Those who suffer from obstructive sleep apnea can experience difficulties in coping with day to day challenges due to poor quality of sleep. Here are some helpful strategies for living healthfully and improving your sleep apnea.
It's important to have a professional diagnose and treat your sleep apnea, but there are also a number of things you can do to cope with some of the negative daytime affects of this common condition.
Strategies for Staying Healthy and Improving Sleep Apnea.
Change Your Diet and Lose Weight
Those who suffer from sleep apnea are more likely than the general population to be overweight. Evidence suggests that if you lose weight your sleep apnea symptoms may improve.
Often people find it easier to lose weight after having their sleep apnea treated! So be sure to see your dentist or doctor to have sleep apnea diagnosed and treated.
Exercise has a number of health benefits which could help to improve your sleep apnea symptoms.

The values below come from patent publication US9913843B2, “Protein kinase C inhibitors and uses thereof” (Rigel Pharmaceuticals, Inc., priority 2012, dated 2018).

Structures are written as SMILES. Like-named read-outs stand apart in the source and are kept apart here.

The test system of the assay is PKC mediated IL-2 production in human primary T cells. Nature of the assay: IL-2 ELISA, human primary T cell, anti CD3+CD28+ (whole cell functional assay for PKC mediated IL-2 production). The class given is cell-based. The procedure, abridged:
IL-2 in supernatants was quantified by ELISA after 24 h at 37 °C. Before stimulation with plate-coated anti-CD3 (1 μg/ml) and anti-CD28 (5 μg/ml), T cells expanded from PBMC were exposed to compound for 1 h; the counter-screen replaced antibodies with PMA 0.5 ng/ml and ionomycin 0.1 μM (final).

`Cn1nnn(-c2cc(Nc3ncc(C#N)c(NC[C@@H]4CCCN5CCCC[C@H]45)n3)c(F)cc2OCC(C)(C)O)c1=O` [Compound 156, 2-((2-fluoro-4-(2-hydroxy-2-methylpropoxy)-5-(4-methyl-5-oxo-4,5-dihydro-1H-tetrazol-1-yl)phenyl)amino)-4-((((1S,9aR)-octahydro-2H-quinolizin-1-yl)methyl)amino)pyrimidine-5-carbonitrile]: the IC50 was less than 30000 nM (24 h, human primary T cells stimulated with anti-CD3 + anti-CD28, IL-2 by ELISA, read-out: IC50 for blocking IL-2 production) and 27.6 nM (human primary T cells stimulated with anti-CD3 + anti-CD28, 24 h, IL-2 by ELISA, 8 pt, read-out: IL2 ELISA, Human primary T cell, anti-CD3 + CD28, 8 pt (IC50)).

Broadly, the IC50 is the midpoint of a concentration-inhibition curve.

Getting more exercise can lead to: better endurance, improved muscle tone, increased energy, reduction in tension, depression and anxiety, weight loss, lower blood pressure, improved circulation and even a lower risk of heart attack and stroke.
Dental and Medical Care
If you’re scheduled to undergo a sedated (anesthesia, “going under”) dental or medical procedure, it's important to notify all of the medical and dental professionals caring for you, that you suffer from sleep apnea.
If you will be staying in hospital overnight, be sure to bring your CPAP machine or dental device with you, and use it as directed.
Avoid Alcohol & Caffeine Near Bedtime
Both alcohol and caffeine can cause problems with sleep.
To improve the quality of your sleep, avoid alcohol and caffeine for at least 4 hours before heading to bed. If you do want to enjoy a drink containing alcohol or caffeine, try to drink it earlier in the day, along with a meal.
Sleep apnea is yet another good reasons to quit smoking.
Smokers have an increased risk of developing sleep apnea. Smoking may also make your nose irritated and stuffy, which can interfere with the effectiveness of your CPAP therapy.